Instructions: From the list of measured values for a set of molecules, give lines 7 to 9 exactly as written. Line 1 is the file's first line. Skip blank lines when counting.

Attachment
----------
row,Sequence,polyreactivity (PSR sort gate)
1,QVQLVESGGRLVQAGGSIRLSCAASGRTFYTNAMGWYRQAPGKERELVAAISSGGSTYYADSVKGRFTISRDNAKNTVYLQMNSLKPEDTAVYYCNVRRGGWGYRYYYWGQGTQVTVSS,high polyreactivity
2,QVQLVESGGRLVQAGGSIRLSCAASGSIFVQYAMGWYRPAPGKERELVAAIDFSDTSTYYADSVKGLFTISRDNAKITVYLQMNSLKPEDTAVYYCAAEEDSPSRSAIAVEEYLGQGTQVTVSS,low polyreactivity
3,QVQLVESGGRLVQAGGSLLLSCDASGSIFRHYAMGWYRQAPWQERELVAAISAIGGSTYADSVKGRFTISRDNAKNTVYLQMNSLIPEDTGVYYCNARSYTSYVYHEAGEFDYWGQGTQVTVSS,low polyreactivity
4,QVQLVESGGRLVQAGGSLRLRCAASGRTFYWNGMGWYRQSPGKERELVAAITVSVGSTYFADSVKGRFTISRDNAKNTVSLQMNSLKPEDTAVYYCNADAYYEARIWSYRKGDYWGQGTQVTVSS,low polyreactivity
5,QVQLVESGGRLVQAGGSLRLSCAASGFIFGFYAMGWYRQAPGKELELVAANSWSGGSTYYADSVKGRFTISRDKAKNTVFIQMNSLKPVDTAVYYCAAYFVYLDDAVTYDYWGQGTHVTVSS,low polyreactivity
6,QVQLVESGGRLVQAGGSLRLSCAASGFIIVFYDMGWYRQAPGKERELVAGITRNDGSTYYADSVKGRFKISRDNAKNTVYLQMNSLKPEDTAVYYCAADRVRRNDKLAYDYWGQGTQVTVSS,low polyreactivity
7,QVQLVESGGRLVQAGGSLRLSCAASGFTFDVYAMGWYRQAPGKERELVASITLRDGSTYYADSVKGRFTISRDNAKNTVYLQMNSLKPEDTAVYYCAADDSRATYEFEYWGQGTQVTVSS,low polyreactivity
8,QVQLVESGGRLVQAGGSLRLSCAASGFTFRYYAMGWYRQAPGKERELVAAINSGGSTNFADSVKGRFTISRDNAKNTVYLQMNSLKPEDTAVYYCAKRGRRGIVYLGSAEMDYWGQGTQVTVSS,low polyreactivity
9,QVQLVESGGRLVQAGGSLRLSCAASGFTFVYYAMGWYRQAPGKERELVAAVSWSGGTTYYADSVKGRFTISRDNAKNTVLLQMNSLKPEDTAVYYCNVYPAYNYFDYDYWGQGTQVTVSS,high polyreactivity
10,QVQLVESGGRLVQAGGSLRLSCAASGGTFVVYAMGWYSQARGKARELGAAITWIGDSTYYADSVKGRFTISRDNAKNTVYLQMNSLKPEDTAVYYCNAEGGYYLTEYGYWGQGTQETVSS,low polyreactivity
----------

6,QVQLVESGGRLVQAGGSLRLSCAASGFIIVFYDMGWYRQAPGKERELVAGITRNDGSTYYADSVKGRFKISRDNAKNTVYLQMNSLKPEDTAVYYCAADRVRRNDKLAYDYWGQGTQVTVSS,low polyreactivity
7,QVQLVESGGRLVQAGGSLRLSCAASGFTFDVYAMGWYRQAPGKERELVASITLRDGSTYYADSVKGRFTISRDNAKNTVYLQMNSLKPEDTAVYYCAADDSRATYEFEYWGQGTQVTVSS,low polyreactivity
8,QVQLVESGGRLVQAGGSLRLSCAASGFTFRYYAMGWYRQAPGKERELVAAINSGGSTNFADSVKGRFTISRDNAKNTVYLQMNSLKPEDTAVYYCAKRGRRGIVYLGSAEMDYWGQGTQVTVSS,low polyreactivity